John and Kathy have previously assisted in setting up and operating guest services and experiences for several highly regarded luxury tourism destinations in Australia, including Bamurra Plains (NT), Sal Salis (WA) and Arkaba Station (SA).

After nine years in the Northern Territory they moved to the Barossa Valley earlier this year, to be closer to their son and his young family.

“We are very fortunate that John and Kathy have joined us at such an exciting time as we continue to develop our unique experiences and our luxury, all- inclusive food, wine and accommodation destination,” Stefan and Leanne said.

“With John and Kathy’s expertise we will be able to build on the international recognition Kingsford Homestead has already received for its luxurious, all-inclusive offering, including the tranquil bush bath which is a favourite pastimes at our secluded, riverside property on the edge of the Barossa.”
Adding to these unforgettable experiences, Kingsford Homestead has recently unveiled its swimming pool and outdoor lounge, with ongoing works taking  place to transform the historic shearing shed into a distinctive function centre.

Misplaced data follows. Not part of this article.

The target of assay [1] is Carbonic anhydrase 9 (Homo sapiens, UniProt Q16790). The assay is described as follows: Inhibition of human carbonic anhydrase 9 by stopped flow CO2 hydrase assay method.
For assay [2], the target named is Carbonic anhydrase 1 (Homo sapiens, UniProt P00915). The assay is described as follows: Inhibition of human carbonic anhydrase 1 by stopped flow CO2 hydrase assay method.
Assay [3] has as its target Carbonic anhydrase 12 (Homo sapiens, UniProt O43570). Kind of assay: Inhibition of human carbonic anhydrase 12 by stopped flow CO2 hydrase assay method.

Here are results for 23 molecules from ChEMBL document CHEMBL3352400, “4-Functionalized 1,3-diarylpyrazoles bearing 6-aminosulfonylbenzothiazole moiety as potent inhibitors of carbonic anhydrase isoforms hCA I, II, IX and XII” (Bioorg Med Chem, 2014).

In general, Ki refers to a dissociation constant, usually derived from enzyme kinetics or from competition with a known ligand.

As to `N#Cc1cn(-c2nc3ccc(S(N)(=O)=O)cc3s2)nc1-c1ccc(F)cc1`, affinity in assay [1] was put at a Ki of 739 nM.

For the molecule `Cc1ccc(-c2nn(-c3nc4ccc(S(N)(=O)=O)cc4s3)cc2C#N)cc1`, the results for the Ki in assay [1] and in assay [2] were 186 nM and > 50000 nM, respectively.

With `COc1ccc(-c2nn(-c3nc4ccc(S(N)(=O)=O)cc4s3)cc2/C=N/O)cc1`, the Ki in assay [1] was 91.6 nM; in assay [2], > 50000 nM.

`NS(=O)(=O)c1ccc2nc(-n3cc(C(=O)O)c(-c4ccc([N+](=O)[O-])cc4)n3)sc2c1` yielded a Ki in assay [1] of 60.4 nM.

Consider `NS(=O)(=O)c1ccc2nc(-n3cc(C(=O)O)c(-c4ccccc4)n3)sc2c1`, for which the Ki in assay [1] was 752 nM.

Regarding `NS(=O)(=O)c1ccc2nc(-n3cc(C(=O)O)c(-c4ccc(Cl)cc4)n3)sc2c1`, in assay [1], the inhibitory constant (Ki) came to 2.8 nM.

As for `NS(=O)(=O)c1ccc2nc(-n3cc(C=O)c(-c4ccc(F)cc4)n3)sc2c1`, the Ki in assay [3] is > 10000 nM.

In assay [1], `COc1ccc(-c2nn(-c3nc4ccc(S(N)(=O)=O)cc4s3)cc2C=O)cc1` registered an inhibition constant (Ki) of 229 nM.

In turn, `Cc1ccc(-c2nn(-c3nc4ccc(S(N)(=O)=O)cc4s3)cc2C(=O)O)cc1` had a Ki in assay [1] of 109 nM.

http://kingsfordhomestead.com.au/news-and-media/photos/


A New Chapter for Kingsford Homestead
Media Release 30 January 2014
New Age in the Valley
SA Weekend June 2012 (824kb)
McLeod's - the luxury retreat
Adelaide Advertiser June 2012 (168 kb)
The run of the place
Weekend Australian June 2012 (260kb)
Grand Imperial Weekender
Barossa Living Winter 2012 (2mb)
Former McLeod’s Daughters homestead
National Travel and Lifestyle July 2012 (36kb)
Cold Comforts
SA Life June 2012 (252kb)
Magic in Historical Homestead
southaustralia.com (1mb)
Fodors Top 100 Hotels 2012
fodors.com (389kb)
 
Kinsford Homestead on SA Life